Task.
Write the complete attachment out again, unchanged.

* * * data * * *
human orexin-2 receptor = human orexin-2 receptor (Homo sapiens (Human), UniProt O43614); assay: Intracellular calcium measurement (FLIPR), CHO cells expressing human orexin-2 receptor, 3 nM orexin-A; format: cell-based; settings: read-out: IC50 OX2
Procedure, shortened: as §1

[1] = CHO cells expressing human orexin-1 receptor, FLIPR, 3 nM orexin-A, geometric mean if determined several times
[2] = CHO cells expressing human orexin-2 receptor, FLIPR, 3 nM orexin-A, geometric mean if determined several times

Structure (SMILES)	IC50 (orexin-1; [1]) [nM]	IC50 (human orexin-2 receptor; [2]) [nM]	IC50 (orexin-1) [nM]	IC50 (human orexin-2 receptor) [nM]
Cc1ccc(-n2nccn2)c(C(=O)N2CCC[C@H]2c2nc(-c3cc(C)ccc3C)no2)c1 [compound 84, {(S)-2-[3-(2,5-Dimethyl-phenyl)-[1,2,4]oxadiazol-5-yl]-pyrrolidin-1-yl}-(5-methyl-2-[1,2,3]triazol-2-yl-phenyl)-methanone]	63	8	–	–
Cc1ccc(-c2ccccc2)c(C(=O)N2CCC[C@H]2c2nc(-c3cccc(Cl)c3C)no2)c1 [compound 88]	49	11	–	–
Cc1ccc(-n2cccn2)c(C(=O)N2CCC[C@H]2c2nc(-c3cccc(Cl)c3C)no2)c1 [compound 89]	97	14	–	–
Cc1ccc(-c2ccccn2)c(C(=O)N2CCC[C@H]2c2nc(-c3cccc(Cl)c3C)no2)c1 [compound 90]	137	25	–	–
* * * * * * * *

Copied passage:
human orexin-2 receptor = human orexin-2 receptor (Homo sapiens (Human), UniProt O43614); assay: Intracellular calcium measurement (FLIPR), CHO cells expressing human orexin-2 receptor, 3 nM orexin-A; format: cell-based; settings: read-out: IC50 OX2
Procedure, shortened: as §1

[1] = CHO cells expressing human orexin-1 receptor, FLIPR, 3 nM orexin-A, geometric mean if determined several times
[2] = CHO cells expressing human orexin-2 receptor, FLIPR, 3 nM orexin-A, geometric mean if determined several times

Structure (SMILES)	IC50 (orexin-1; [1]) [nM]	IC50 (human orexin-2 receptor; [2]) [nM]	IC50 (orexin-1) [nM]	IC50 (human orexin-2 receptor) [nM]
Cc1ccc(-n2nccn2)c(C(=O)N2CCC[C@H]2c2nc(-c3cc(C)ccc3C)no2)c1 [compound 84, {(S)-2-[3-(2,5-Dimethyl-phenyl)-[1,2,4]oxadiazol-5-yl]-pyrrolidin-1-yl}-(5-methyl-2-[1,2,3]triazol-2-yl-phenyl)-methanone]	63	8	–	–
Cc1ccc(-c2ccccc2)c(C(=O)N2CCC[C@H]2c2nc(-c3cccc(Cl)c3C)no2)c1 [compound 88]	49	11	–	–
Cc1ccc(-n2cccn2)c(C(=O)N2CCC[C@H]2c2nc(-c3cccc(Cl)c3C)no2)c1 [compound 89]	97	14	–	–
Cc1ccc(-c2ccccn2)c(C(=O)N2CCC[C@H]2c2nc(-c3cccc(Cl)c3C)no2)c1 [compound 90]	137	25	–	–